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Thirty years of investigation on the ergogenic effects of sodium citrate: is it time for a fresh start?
  1. Vitor de Salles Painelli,
  2. Antonio Herbert Lancha Junior
  1. Laboratory of Applied Nutrition and Metabolism, School of Physical Education and Sport, University of São Paulo, São Paulo, Brazil
  1. Correspondence to Dr Vitor de Salles Painelli, Laboratory of Applied Nutrition and Metabolism, School of Physical Education and Sport, University of São Paulo, Av. Mello de Moraes 65—Butanta, Sao Paulo 05508-030, Brazil; vitor.painelli{at}usp.br

Abstract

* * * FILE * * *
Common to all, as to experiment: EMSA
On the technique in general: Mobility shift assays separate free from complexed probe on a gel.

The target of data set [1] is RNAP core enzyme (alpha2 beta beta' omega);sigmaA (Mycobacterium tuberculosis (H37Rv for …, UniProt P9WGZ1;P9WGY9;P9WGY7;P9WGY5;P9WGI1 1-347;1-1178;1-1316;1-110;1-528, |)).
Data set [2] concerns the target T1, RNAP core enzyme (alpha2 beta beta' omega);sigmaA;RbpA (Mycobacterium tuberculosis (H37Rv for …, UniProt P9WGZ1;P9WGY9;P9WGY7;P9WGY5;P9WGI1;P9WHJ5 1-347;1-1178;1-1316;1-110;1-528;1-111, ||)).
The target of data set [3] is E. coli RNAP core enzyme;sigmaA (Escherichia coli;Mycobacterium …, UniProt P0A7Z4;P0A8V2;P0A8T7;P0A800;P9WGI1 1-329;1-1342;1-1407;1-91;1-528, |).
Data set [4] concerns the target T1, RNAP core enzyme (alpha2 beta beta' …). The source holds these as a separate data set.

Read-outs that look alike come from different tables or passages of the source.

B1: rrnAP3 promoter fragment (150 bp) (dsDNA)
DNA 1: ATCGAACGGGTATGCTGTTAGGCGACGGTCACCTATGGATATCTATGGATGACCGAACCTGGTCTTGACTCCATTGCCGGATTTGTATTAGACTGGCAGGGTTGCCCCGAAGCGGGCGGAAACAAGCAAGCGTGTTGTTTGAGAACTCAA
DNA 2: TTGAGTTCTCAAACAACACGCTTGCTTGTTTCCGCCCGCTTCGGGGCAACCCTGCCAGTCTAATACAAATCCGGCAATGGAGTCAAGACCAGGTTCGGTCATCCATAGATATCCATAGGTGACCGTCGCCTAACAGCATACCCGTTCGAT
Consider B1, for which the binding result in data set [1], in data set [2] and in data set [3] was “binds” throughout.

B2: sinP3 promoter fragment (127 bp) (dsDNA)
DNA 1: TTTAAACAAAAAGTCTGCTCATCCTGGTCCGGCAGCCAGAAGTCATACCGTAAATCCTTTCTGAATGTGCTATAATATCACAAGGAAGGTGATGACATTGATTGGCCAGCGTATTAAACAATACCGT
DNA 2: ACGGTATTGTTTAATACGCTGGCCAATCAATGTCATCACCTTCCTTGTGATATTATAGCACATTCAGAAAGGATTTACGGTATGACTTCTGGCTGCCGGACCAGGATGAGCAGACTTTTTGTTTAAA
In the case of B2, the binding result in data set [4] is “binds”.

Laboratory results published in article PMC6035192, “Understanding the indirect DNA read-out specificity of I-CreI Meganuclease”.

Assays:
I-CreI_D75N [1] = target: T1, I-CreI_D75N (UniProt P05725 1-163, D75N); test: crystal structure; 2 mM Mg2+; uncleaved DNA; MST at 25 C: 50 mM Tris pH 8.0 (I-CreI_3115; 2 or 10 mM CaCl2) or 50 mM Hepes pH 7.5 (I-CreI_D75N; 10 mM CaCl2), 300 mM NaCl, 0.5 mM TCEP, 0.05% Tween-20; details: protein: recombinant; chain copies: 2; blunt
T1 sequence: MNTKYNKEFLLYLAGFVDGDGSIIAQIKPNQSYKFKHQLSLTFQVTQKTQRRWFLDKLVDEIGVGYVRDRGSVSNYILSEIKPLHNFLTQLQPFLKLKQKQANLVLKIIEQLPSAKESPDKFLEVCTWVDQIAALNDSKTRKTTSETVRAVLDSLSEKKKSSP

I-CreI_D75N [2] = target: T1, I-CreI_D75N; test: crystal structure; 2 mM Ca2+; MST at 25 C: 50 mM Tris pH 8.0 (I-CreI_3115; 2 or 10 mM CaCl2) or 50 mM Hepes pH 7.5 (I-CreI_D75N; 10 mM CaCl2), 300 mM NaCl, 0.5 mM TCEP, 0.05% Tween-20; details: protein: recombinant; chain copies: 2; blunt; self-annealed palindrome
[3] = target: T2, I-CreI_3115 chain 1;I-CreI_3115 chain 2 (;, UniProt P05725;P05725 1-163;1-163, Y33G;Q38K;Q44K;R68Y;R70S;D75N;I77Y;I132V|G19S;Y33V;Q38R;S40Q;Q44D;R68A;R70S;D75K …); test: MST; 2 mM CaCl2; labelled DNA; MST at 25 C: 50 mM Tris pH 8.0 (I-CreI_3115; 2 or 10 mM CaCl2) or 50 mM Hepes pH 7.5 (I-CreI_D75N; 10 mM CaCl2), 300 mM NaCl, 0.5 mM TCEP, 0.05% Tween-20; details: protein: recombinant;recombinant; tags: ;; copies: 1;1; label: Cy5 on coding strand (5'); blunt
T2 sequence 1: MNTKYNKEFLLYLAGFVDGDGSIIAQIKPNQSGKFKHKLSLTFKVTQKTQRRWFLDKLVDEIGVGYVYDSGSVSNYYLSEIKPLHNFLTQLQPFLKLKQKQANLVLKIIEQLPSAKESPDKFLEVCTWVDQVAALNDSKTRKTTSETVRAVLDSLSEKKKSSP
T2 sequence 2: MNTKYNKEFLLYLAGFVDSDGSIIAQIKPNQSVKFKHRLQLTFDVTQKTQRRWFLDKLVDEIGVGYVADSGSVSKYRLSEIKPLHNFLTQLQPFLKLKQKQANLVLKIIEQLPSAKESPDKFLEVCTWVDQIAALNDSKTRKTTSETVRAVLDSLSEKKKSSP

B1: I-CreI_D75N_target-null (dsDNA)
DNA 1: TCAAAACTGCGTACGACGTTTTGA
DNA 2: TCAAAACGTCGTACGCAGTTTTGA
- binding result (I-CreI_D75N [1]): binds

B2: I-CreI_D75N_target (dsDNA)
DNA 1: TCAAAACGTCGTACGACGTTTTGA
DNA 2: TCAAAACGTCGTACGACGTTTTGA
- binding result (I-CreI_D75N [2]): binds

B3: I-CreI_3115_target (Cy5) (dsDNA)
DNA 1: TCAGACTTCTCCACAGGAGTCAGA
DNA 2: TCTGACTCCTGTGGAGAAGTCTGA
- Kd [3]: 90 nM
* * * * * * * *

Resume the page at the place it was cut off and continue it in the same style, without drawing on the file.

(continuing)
Sodium citrate (SCit) supplementation has been studied for several years as a strategy to reduce the muscle fatigue induced by H+ ion accumulation within the skeletal muscle during high-intensity, short-duration exercise. Several investigations have been published on this matter, and appear to indicate that SCit is not effective as an ergogenic aid, despite its ability to increase extracellular buffering capacity. In this short report, we briefly discuss the SCit results previously published in the literature and consider them in light of new and promising findings, which appear to address issues associated with previous study designs. We also suggest possible reasons for the current lack of reported ergogenic effects from this nutritional strategy and make recommendations that may re-define research in this area.

  • Fatigue
  • Athlete
  • Supplements

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